Ever since Newark officials announced their plans to seize private property for a downtown condominium project four years ago, property owners on Mulberry Street have been fighting City Hall.
But they believed they would have an ally in City Hall when Mayor Cory Booker was elected last year.
The Booker administration, however, defended in court Friday a city council resolution declaring the area blighted, which opens the door for condemnation and the seizure of private property. Those designations were made by former Mayor Sharpe James' administration and approved by the previous council.
"They ran on a platform of reform," said George Mytrowitz, the leader of the Mulberry Street Coalition, which wants the courts to toss out the resolution. "They wanted to change things."
Booker, in a statement released by his press secretary, defended the classification.
"The designation of this area as one in need of redevelopment is appropriate and was designated only after extensive investigation, discussions and public hearings," Booker said. "We have always maintained that the use of eminent domain is one tool in our toolbox for redevelopment and will only be used as a last resort."
As a candidate for mayor, Booker was often critical of "cozy relationships" between politicians and developers, a relationship he said opened the door for land grabs. This, say Mulberry Street residents, is what happened in this case.
According to the plaintiffs, attorneys, relatives and consultants affiliated with developers Bruce Wishnia and Emilio Farina donated an additional $53,325 to some council members when critical decisions were made on the project between May 2003 and January 2004.
The lawsuit singles out former councilwoman Bessie Walker, whom Farina worked for and councilman Hector Corchado, who accepted $900 from Farina to pay for a band at his birthday fundraiser in 2005.
Asked whether Booker is defending those relationships, his spokeswoman Lupe Todd said: "We're not looking at who gave political contributions to whom. We're looking forward. Looking forward is the best option for the city."
The crux of the case focuses on the 166 lots cast across eight blocks within walking distance from the federal courthouse, Newark post office and City Hall. According to a study conducted by the city, about 60 percent of those properties are parking lots that are occupying prime real estate that could be better used to boost the city's economy.
The parking lots, argued David A. Clark, an attorney from Gluck Walrath, hired to represent Newark, do not contribute to the economic value of the city.
"Newark is the largest city in the state," Clark said on Friday in arguments made before Judge Marie P. Simonelli. "Of the 14 acres here, 60 percent of the land is tied up."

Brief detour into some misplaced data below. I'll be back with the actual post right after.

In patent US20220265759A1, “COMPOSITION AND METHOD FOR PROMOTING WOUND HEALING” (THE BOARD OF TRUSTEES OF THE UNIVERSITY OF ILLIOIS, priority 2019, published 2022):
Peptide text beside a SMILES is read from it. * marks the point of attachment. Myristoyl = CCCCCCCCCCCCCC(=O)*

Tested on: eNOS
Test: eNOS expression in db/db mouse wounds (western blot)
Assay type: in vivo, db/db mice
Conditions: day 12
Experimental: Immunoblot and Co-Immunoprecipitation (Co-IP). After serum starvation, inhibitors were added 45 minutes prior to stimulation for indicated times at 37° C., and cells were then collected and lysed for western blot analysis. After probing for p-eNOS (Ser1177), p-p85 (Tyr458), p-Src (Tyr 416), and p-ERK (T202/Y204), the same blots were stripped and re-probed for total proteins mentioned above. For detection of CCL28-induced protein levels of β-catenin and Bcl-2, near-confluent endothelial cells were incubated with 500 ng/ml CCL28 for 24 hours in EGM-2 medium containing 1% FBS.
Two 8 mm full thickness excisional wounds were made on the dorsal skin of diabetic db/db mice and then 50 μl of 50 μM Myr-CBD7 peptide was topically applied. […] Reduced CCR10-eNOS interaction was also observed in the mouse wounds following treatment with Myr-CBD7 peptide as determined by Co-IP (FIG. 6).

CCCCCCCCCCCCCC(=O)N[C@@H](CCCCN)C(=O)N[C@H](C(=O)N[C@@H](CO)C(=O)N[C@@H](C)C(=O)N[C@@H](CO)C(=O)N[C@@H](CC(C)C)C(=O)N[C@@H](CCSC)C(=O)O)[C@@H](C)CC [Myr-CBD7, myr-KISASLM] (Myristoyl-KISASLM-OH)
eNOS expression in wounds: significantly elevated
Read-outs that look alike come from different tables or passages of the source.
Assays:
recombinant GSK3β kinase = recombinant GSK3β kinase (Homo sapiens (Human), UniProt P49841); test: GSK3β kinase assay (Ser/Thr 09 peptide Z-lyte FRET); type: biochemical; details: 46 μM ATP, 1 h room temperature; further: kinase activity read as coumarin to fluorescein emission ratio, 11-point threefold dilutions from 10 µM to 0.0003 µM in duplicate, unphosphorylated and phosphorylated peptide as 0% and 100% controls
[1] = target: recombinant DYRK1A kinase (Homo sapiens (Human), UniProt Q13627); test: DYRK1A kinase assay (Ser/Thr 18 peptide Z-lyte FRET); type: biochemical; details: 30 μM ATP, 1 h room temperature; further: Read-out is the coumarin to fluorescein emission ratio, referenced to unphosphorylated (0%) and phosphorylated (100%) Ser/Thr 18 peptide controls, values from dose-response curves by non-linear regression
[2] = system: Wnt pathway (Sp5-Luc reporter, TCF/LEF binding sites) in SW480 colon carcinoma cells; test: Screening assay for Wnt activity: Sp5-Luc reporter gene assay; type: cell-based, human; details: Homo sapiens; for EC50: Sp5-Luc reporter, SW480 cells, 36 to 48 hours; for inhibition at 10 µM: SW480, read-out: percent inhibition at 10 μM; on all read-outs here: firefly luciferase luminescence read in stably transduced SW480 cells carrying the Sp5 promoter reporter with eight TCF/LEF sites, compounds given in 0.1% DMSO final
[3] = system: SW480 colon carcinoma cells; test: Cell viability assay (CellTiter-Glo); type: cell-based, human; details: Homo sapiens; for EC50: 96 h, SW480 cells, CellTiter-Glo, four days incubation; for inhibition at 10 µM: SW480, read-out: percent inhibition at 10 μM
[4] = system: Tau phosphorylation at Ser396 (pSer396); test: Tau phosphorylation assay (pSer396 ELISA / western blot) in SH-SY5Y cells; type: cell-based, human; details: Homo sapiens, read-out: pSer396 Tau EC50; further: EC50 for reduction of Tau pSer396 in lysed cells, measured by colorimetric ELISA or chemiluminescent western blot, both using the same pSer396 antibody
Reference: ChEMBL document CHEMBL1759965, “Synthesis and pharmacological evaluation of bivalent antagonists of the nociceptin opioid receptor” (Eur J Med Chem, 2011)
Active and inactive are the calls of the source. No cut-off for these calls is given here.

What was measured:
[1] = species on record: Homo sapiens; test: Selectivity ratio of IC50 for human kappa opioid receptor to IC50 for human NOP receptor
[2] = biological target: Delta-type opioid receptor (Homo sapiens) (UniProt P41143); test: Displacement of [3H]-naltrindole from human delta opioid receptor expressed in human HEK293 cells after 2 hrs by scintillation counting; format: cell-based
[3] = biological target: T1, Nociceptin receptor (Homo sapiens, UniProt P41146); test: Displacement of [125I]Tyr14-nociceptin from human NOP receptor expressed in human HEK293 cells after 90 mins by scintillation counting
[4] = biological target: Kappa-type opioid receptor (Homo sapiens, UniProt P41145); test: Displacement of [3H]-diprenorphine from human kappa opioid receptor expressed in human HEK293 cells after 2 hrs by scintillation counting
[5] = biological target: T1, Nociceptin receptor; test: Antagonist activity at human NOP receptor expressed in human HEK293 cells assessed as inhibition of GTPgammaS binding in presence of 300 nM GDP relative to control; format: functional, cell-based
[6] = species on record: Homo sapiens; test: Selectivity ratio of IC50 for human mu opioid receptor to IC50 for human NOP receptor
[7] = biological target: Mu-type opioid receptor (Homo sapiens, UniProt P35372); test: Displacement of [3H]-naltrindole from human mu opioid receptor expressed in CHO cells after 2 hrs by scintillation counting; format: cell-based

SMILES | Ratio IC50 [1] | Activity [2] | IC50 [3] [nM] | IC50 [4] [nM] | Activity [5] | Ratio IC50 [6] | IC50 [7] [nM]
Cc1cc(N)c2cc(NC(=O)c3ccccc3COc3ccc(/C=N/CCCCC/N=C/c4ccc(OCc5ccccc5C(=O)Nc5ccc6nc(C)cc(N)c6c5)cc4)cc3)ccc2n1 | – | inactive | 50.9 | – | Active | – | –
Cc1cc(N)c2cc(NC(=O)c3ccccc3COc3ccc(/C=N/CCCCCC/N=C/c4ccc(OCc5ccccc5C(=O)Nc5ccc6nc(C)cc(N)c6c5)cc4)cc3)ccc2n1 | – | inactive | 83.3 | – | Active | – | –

John Buonocore, attorney for the Mulberry residents, said the redevelopment law does not allow the government to grab land simply because it feels the land could be used for higher and better uses.
Using that logic, said Buono core, would put landmarks such as Drumthwacket, the Princeton residence of the governor, at jeopardy.
"If this designation stands, the floodgates are open," Buonocore said. "Any area in any town in any state is subject to redevelopment. This is especially egregious because the people making the decision are biased because they were being paid large sums of money."
Buonocore disputed the city's figure about the parking lots, arguing only 30 percent of the land is used for that reason. The rest of the neighborhood, he said, is a thriving one of businesses, restaurants and homeowners who pay their bills and maintain the area.
"There are none of the conditions that the court holds forth that an area is considered blighted," he said.
The former administration, argue the plaintiffs, was in favor of the project even before the formal application process got underway and ensured that it would sail through the approvals process.
Simonelli said she will issue a detailed decision on the case, but is not sure when.
The courts have gone both ways on the issue of eminent domain. In Bloomfield, residents were successful in defeating the township's at tempt to condemn a Washington Street property for a condominium complex.
A Superior Court judge ruled in August 2005 the township redevelopment planning process was riddled with problems and failed to prove the Washington Street area was blighted. An appellate court upheld that ruling.
But in Long Branch, residents have not fared as well. Long Branch officials are proposing to build a $1 billion redevelopment project and are eyeing two dozen beachfront homes for the project.
So far, the courts have sided with Long Branch and residents say they are determined to take their case to the Supreme Court if necessary.
At the federal level, though, the courts have sided with the government on the issue. In Kelo vs. City of New London, Conn., the Supreme Court ruled in 2005 that municipalities have the right to knock down people's homes to spur development and generate tax revenue.
Newark NJ Star-Ledger: http://www.nj.com/news/ledger